sgurr nan gillean, Am Basteir and the Bruach na Frithe from Sligachan, Isle of Skye

The North Black Cuillin Ridge from Sligachan on Skye.

I have visited Skye many times when younger, but never been lucky enough to catch this classic “postcard view” from Old Sligachan Bridge with the right conditions. Well the photographic gods smiled upon me on Sunday on my first visit to Skye in about a decade. The picture is very far from original or creative, but I still loved setting up a tripod and taking it. This one was with my Sigma 10-20 f4-5.6 zoom from the riverbed below the Sligachan Bridge and using my Manfrotto 055 tripod and a 2-second shutter delay to allow the camera and shutter to settle. I simply cannot tell you how pleased I am with this landscape as a portrait photographer.
In case anyone cares, I climbed these three mountains as a younger man and can attest that they represent one of the most amazing experiences of my life.

I must also say, that when I drove towards Sligachan and realised that the photograph was “on” if I was quick, I realised that I had two cameras with me, and wanted to hedge my bets a little, so I parked the car, and took my beloved Olympus OMD-10 mk2 and my trusty Canon 7D with me; what transpired is an interesting if brief photographic episode. When I walked from my car to the bridge, there was a woman taking photographs with what looked like a Canon 1D and possibly an L-lens. (This for Canon shooters is like meeting a woman driving a Ferrari when you are in a Ford, which I was as it happens); I was impressed! She told me that she, like me had never been fortunate enough to catch this view in the near perfect state that it was in, but that she had not got her tripod with her. I of course offered her the use of my tripod after I had taken my shots, which in truth would have taken no more than 5 minutes or so, but she politely declined saying that she had the wrong lens anyway. I thought she had gone and then she reappeared, so I again offered her the use of my tripod as I was more-or-less done, but she again declined. Before she left, she kindly offered me the advice that I should really stop down and use a long exposure to stop the motion in the water. It isn’t that I didn’t know that was worth trying, but I wasn’t planning to; as a result of her kind advice I tried two more exposures with f-twenty-something and ISO 100 locked in resulting in 3.5 seconds of exposure, in a bit of a wind. I’m not sure it was better, but I love that she made me try something that this portraitist wouldn’t have tried.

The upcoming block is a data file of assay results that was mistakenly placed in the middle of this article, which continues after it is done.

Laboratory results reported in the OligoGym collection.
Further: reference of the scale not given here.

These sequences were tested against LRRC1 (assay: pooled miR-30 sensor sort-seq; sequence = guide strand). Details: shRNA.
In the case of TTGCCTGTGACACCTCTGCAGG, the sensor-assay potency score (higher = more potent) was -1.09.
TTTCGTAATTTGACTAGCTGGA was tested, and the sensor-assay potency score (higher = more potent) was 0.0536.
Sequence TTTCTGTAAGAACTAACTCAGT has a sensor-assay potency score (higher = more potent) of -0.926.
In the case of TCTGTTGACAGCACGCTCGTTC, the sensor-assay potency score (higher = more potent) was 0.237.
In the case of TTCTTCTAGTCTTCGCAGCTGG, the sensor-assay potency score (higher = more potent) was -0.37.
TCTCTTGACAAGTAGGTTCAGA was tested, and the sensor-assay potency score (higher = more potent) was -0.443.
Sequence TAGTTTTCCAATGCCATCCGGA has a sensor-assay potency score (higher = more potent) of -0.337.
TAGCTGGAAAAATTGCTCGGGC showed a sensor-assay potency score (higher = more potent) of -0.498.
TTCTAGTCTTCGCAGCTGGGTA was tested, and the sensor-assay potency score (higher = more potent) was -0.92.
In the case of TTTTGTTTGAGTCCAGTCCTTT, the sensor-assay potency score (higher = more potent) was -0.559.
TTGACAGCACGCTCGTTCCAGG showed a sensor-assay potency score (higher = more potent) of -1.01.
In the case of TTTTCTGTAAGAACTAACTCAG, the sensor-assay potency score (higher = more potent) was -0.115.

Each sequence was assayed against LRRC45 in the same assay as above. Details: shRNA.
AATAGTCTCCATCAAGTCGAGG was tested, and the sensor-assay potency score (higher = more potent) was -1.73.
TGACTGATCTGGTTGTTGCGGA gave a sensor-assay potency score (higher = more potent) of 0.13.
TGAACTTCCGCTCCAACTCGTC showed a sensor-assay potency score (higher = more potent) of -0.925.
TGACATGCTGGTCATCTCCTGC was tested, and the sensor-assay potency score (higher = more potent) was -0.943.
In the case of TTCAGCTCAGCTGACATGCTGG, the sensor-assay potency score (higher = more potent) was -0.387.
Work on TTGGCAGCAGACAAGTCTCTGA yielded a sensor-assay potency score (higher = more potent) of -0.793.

The first picture was using the long exposure to still the water, the second was pre-girl-on-bridge-prompting and was a smidgeon sharper overall, and showed sparkling shimmery water. I have included both.

Interestingly, before I descended to the riverbed with my 7D, I took 2 shots with my beloved Olympus micro-four-thirds camera and its 35mm equivalent f1.8 prime from the bridge itself. This camera, (which I regularly rave about in this journal) has the in-body-image-stabilisation-of-god. I didn’t bother switching to my kit zoom and clip-on wider-lens, as I knew that my Canon 7D and Sigma 10-20 was the likely best-bet. Two handheld Olympus micro-four thirds shots, with my widest, but not wide enough prime lens, are included below. I then used the Canon 7D with the comfort that I had something “in the can” from the most amazing camera I have ever owned. I wonder what others think? THESE PICTURES WERE HANDHELD! SERIOUSLY!

I had such fun on Sunday. Thanks to all who helped me.


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